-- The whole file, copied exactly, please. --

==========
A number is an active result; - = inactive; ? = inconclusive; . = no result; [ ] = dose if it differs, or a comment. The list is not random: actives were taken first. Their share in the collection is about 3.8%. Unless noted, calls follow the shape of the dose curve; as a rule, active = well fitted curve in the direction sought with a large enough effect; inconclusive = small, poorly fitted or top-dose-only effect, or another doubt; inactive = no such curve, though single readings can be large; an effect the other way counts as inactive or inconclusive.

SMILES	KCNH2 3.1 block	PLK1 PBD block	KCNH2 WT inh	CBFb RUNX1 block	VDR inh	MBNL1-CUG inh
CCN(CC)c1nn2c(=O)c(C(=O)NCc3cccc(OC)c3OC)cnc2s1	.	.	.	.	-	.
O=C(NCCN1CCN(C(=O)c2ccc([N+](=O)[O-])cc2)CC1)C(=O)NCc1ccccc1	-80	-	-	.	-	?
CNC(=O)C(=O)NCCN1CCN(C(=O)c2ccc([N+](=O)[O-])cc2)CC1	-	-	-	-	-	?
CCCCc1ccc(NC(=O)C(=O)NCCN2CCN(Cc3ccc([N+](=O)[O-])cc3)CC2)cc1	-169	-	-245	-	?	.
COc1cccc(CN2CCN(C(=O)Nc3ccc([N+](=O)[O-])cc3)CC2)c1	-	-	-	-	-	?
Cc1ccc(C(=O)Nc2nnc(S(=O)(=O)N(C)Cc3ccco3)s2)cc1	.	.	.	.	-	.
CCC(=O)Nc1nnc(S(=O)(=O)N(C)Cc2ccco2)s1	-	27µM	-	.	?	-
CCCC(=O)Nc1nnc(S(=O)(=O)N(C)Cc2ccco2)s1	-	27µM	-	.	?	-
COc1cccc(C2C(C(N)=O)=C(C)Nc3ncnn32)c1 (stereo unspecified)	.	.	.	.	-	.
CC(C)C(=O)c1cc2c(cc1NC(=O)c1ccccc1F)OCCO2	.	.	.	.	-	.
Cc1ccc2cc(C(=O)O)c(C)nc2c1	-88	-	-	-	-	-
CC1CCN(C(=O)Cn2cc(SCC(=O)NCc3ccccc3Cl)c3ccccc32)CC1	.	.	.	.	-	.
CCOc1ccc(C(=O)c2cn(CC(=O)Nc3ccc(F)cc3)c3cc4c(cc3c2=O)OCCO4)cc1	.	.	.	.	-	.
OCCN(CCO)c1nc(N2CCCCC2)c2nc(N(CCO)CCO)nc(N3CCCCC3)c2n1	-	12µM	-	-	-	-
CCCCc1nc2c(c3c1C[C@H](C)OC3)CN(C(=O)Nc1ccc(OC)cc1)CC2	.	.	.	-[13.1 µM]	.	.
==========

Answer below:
A number is an active result; - = inactive; ? = inconclusive; . = no result; [ ] = dose if it differs, or a comment. The list is not random: actives were taken first. Their share in the collection is about 3.8%. Unless noted, calls follow the shape of the dose curve; as a rule, active = well fitted curve in the direction sought with a large enough effect; inconclusive = small, poorly fitted or top-dose-only effect, or another doubt; inactive = no such curve, though single readings can be large; an effect the other way counts as inactive or inconclusive.

SMILES	KCNH2 3.1 block	PLK1 PBD block	KCNH2 WT inh	CBFb RUNX1 block	VDR inh	MBNL1-CUG inh
CCN(CC)c1nn2c(=O)c(C(=O)NCc3cccc(OC)c3OC)cnc2s1	.	.	.	.	-	.
O=C(NCCN1CCN(C(=O)c2ccc([N+](=O)[O-])cc2)CC1)C(=O)NCc1ccccc1	-80	-	-	.	-	?
CNC(=O)C(=O)NCCN1CCN(C(=O)c2ccc([N+](=O)[O-])cc2)CC1	-	-	-	-	-	?
CCCCc1ccc(NC(=O)C(=O)NCCN2CCN(Cc3ccc([N+](=O)[O-])cc3)CC2)cc1	-169	-	-245	-	?	.
COc1cccc(CN2CCN(C(=O)Nc3ccc([N+](=O)[O-])cc3)CC2)c1	-	-	-	-	-	?
Cc1ccc(C(=O)Nc2nnc(S(=O)(=O)N(C)Cc3ccco3)s2)cc1	.	.	.	.	-	.
CCC(=O)Nc1nnc(S(=O)(=O)N(C)Cc2ccco2)s1	-	27µM	-	.	?	-
CCCC(=O)Nc1nnc(S(=O)(=O)N(C)Cc2ccco2)s1	-	27µM	-	.	?	-
COc1cccc(C2C(C(N)=O)=C(C)Nc3ncnn32)c1 (stereo unspecified)	.	.	.	.	-	.
CC(C)C(=O)c1cc2c(cc1NC(=O)c1ccccc1F)OCCO2	.	.	.	.	-	.
Cc1ccc2cc(C(=O)O)c(C)nc2c1	-88	-	-	-	-	-
CC1CCN(C(=O)Cn2cc(SCC(=O)NCc3ccccc3Cl)c3ccccc32)CC1	.	.	.	.	-	.
CCOc1ccc(C(=O)c2cn(CC(=O)Nc3ccc(F)cc3)c3cc4c(cc3c2=O)OCCO4)cc1	.	.	.	.	-	.
OCCN(CCO)c1nc(N2CCCCC2)c2nc(N(CCO)CCO)nc(N3CCCCC3)c2n1	-	12µM	-	-	-	-
CCCCc1nc2c(c3c1C[C@H](C)OC3)CN(C(=O)Nc1ccc(OC)cc1)CC2	.	.	.	-[13.1 µM]	.	.